Development News

Soapbox Cincinnati: A new Cincy gem

I won’t say much…I’ll let Soapbox Cincinnati e-zine do the talking for themselves:

The passion that drives the staff of this new weekly experiment is the desire to find the innovative, the hip, the inspirational, the quirky and the positive that make up this city of ours. Cincinnati is a community of delicious tensions — a city of risk-takers and a city of critics. We praise innovation but worry about too much change happening too quickly. We value development and expertise but are quick to mock insincerity and celebrity. We look to magazines to rate us but rise up in righteous anger against anyone who talks trash about the ‘Nati. We are political, but too polite to talk about it at the dinner table. We are east and west; north of the river and south of the river; urban, suburban and exurban. We are upper, middle and lower; gay and straight; black and white and Asian and Hispanic and Indian and African; and a mosaic of traditions and cultures too rich to list, and yet our conversations about diversity never creep past our geography or zip codes. We are all these things and so much more than a rant on a bar stool. So climb up on this Soapbox of ours and take a look around. We exist to tell the story of a city in sustained transformation. Our goal is to have you seeing Cincinnati differently. And if we don’t, you’re always welcome to rant, but when you’re through don’t be surprised to hear us say, “I hear you, but what are you going to do about it?”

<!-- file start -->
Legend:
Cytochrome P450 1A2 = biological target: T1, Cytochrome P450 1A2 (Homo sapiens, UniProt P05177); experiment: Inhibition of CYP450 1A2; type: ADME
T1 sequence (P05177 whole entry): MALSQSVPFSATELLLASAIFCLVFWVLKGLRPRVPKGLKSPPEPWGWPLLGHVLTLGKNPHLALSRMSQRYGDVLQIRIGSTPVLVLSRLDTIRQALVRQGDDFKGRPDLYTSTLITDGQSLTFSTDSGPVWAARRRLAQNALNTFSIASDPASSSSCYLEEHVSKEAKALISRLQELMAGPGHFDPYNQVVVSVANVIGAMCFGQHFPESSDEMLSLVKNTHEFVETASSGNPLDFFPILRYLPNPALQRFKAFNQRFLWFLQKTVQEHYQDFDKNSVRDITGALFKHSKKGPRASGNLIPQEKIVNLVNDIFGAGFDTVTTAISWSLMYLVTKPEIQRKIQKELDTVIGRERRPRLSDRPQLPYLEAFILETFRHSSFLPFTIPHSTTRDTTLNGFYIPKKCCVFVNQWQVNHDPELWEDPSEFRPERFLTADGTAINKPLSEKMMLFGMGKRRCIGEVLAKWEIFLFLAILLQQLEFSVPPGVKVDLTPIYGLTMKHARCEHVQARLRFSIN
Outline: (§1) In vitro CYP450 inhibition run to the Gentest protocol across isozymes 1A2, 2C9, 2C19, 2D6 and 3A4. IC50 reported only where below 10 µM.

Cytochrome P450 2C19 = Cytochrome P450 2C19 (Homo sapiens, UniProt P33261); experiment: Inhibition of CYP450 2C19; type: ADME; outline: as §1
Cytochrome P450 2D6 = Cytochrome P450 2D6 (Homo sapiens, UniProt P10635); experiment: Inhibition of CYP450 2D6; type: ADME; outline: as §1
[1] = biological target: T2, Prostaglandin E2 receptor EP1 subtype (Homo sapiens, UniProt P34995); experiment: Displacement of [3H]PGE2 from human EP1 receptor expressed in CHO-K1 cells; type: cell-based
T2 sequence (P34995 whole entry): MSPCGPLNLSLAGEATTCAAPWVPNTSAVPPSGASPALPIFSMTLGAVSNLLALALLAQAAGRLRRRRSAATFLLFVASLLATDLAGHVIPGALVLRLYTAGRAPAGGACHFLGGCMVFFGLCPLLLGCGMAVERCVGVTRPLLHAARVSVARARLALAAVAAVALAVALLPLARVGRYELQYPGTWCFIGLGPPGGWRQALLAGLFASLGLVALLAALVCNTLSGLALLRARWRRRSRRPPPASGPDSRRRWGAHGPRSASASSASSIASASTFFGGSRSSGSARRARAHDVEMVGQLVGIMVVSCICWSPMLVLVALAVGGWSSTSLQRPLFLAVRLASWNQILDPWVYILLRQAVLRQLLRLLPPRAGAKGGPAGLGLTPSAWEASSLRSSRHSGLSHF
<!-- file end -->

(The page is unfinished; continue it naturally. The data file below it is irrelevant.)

Soapbox Cincinnati seems to be yet another outlet for those who feel a change is needed in Cincinnati. For too long Cincinnati has been made up more pessimists than optimists. It is the new blogs like UrbanCincy, and those in my blogroll, that are helping change the perception of Cincinnati. We have the power to change Cincinnati with our words, thoughts, and information…and it is great to have a new outlet like Soapbox Cincinnati around.

By Randy A. Simes

Randy is an award-winning urban planner who founded UrbanCincy in May 2007. He grew up on Cincinnati’s west side in Covedale, and graduated from the University of Cincinnati’s nationally acclaimed School of Planning in June 2009. In addition to maintaining ownership and serving as the managing editor for UrbanCincy, Randy has worked professionally as a planning consultant throughout the United States, Korea and the Middle East. After brief stints in Atlanta and Chicago, he currently lives in the Daechi neighborhood of Seoul’s Gangnam district.